MRR Review: Filly Brown


MRR Review: "Filly Brown"

-- Rating: R (language, violence, some drug use)
Length: 80 minutes
Release Date: April 19, 2013
Directed by: Youssef Delara and Michael D. Olmos
Genre: Drama/Music

Majo Tonorio (Gina Rodriguez) deals with more problems than the average teenager on a daily basis. Her mother, Maria (Jenni Rivera), is thrown in jail on drug charges, leaving Majo to care for her siblings while her dad, Jose (Lou Diamond Phillips), struggles to earn an income. She escapes her somewhat gritty existence by writing poetry, expressing her political ideas on feminism in verse.

She sets her poetry to hip-hop beats, creating songs that her friend, DJ Santa (Braxton Miltz), features regularly on her online music show. Slowly but surely, Majo begins to build a cult following. She adopts the stage name Filly Brown to separate her music life from her real life. She's offered gigs that would alter her music, but she doesn't want to do compromise her sole source of emotional escape. While visiting her incarcerated mother, Majo learns that the testimony against her mom was revoked, meaning there could be a new trial. Ecstatic about her mother's possible release, Majo becomes determined to collect the legal fees and hire lawyer Leandro (Edward James Olmos) to defend her mother.

Majo makes the difficult decision and changes some of the more confrontational lyrics in her songs. Though DJ Santa disapproves of such compromise, she is willing to go along with it and they begin to enjoy the spoils of their success. Then, small-time producer Rayborn (Pete Herrera) offers Majo a record deal that may or may not be in Majo's best interest. He wants to mellow down her song lyrics and exploit her sexuality, giving her a pop star image. Majo has to decide how much she is willing to compromise to help her mother; moreover, Majo learns her mother may have exaggerated the likelihood of a new trial.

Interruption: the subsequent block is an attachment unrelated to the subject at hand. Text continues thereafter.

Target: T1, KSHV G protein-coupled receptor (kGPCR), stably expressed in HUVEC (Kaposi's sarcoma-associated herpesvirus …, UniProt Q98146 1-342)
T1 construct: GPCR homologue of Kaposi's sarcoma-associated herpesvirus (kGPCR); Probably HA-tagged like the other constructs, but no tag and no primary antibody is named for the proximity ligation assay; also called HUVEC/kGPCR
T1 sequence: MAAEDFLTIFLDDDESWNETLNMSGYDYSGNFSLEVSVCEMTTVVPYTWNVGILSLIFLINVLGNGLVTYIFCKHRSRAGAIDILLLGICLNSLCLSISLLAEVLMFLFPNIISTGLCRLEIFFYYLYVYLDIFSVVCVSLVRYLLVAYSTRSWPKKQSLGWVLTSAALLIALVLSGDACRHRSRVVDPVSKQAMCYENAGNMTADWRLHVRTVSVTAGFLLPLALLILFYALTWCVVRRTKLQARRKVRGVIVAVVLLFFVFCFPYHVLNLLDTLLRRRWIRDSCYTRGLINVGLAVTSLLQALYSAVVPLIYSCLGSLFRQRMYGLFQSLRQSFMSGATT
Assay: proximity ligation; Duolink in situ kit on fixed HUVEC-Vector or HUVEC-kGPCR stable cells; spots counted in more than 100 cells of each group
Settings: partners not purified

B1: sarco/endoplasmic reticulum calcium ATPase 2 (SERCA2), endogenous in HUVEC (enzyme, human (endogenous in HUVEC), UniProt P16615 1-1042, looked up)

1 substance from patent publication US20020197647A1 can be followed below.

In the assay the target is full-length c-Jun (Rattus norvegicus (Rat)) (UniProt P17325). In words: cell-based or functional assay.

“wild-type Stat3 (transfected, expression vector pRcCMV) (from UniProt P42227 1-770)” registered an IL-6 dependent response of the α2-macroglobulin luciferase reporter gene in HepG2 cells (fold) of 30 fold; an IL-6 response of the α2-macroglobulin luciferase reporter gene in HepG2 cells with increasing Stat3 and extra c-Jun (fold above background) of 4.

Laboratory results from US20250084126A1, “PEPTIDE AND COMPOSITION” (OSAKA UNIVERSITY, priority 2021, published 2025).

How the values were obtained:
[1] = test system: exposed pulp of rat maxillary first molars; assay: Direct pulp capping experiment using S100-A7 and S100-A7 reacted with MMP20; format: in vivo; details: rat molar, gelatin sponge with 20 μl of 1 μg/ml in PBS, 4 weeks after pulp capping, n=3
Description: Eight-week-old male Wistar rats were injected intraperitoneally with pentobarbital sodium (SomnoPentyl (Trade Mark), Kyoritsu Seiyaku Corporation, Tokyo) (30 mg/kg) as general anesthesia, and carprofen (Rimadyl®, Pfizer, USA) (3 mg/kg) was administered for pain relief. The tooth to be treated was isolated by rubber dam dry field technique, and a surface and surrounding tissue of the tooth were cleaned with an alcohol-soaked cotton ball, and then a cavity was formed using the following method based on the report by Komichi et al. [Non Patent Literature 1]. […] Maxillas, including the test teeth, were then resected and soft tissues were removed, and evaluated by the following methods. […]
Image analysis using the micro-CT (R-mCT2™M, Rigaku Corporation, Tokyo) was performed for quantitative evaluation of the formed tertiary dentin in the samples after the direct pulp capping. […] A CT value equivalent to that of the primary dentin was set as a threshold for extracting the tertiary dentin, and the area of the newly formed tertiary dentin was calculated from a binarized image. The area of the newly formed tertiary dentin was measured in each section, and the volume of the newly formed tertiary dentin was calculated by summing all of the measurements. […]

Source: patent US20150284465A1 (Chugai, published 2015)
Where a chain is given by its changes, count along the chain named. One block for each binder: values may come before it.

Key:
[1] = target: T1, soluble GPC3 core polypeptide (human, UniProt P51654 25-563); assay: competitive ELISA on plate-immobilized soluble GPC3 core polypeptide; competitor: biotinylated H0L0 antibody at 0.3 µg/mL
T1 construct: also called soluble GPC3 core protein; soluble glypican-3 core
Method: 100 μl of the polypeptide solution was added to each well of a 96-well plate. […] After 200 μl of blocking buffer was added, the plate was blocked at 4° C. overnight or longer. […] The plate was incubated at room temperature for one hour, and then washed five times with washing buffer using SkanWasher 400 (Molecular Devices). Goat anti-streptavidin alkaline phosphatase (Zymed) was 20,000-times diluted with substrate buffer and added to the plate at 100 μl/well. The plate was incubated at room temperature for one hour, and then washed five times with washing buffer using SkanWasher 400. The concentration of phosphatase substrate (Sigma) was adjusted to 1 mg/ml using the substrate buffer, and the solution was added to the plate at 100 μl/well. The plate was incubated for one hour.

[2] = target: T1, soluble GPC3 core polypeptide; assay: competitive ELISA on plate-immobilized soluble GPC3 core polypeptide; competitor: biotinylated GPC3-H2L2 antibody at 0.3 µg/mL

There are plenty of successful female music stars, but some genres are easier for women to break into than others. Hip-hop success proves more difficult for women because it's a genre dominated by men. "Filly Brown" realistically portrays the struggles of a young woman who achieves greatness without selling her soul. By most accounts, a person has to sell themselves or make change in order to make it big. The film doesn't tiptoe around this; instead, the film faces this dilemma head on so that Majo must decide how much of herself she is willing to compromise in order to get ahead. Screenwriter Youssef Delara, who also serves as co-director, developed a well-rounded and relatable character in Majo, keeping the audience wondering what she'll choose to do.

The cast of "Filly Brown" includes big time actors experienced in drama, like Phillips and Olmos. As always, they do an admirable job with their somewhat limited roles. However, Rodriguez steals the show with her portrayal of Majo, the tough girl who is wise beyond her years. Until now, she has been best known for her recurring roles on television shows like "The Bold and the Beautiful" and "Army Wives." That will all likely change though after "Filly Brown" is released. In fact, "The Hollywood Reporter" has already named her as one of the Top 35 Latinos under 35, a sign that she is already getting noticed by major movie industry players. Don't be surprised to see this actress trading her traditional small roles to take on more lead roles like this one.

Vocalist Jenni Rivera turned in a soulful performance in "Filly Brown", which was her first and only English-language role. Tragically, she died in December 2012 in a plane crash over Mexico, before the film was widely released in the U.S. She demonstrated definite acting potential and could have made that rare and difficult transition from singer to actor. Rivera's death makes her portrayal of Majo's mom even more poignant. It is one of the emotional highlights of "Filly Brown," though it doesn't overshadow the heartfelt performance of Rodriguez; Rodriguez proves that she is ready to go beyond indie roles like this one and into the mainstream.

Rating: 2.5 out of 5 stars